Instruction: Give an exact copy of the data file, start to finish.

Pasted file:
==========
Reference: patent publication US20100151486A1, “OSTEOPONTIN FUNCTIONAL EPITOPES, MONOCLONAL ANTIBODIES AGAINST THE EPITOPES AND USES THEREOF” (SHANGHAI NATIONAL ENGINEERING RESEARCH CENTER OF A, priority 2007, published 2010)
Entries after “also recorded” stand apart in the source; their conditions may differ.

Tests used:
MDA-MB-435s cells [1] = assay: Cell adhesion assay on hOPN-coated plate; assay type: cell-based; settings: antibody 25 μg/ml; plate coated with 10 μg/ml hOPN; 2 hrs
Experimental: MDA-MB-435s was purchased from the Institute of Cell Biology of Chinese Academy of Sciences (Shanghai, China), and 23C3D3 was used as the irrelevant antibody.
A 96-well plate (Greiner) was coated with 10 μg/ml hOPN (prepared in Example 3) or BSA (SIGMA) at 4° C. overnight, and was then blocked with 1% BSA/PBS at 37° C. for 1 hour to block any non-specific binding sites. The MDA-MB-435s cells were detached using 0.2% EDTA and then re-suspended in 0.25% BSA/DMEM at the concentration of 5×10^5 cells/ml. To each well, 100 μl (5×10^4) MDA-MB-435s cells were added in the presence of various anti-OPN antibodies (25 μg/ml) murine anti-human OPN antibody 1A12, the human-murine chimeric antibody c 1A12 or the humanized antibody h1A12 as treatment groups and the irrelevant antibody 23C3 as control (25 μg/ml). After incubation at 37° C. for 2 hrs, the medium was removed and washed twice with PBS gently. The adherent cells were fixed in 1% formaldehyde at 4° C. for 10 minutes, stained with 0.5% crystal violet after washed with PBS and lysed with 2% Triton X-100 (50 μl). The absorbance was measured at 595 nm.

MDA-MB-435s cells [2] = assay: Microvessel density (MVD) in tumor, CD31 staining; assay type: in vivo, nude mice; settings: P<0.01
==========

Reference: patent publication US20100151486A1, “OSTEOPONTIN FUNCTIONAL EPITOPES, MONOCLONAL ANTIBODIES AGAINST THE EPITOPES AND USES THEREOF” (SHANGHAI NATIONAL ENGINEERING RESEARCH CENTER OF A, priority 2007, published 2010)
Entries after “also recorded” stand apart in the source; their conditions may differ.

Tests used:
MDA-MB-435s cells [1] = assay: Cell adhesion assay on hOPN-coated plate; assay type: cell-based; settings: antibody 25 μg/ml; plate coated with 10 μg/ml hOPN; 2 hrs
Experimental: MDA-MB-435s was purchased from the Institute of Cell Biology of Chinese Academy of Sciences (Shanghai, China), and 23C3D3 was used as the irrelevant antibody.
A 96-well plate (Greiner) was coated with 10 μg/ml hOPN (prepared in Example 3) or BSA (SIGMA) at 4° C. overnight, and was then blocked with 1% BSA/PBS at 37° C. for 1 hour to block any non-specific binding sites. The MDA-MB-435s cells were detached using 0.2% EDTA and then re-suspended in 0.25% BSA/DMEM at the concentration of 5×10^5 cells/ml. To each well, 100 μl (5×10^4) MDA-MB-435s cells were added in the presence of various anti-OPN antibodies (25 μg/ml) murine anti-human OPN antibody 1A12, the human-murine chimeric antibody c 1A12 or the humanized antibody h1A12 as treatment groups and the irrelevant antibody 23C3 as control (25 μg/ml). After incubation at 37° C. for 2 hrs, the medium was removed and washed twice with PBS gently. The adherent cells were fixed in 1% formaldehyde at 4° C. for 10 minutes, stained with 0.5% crystal violet after washed with PBS and lysed with 2% Triton X-100 (50 μl). The absorbance was measured at 595 nm.

MDA-MB-435s cells [2] = assay: Microvessel density (MVD) in tumor, CD31 staining; assay type: in vivo, nude mice; settings: P<0.01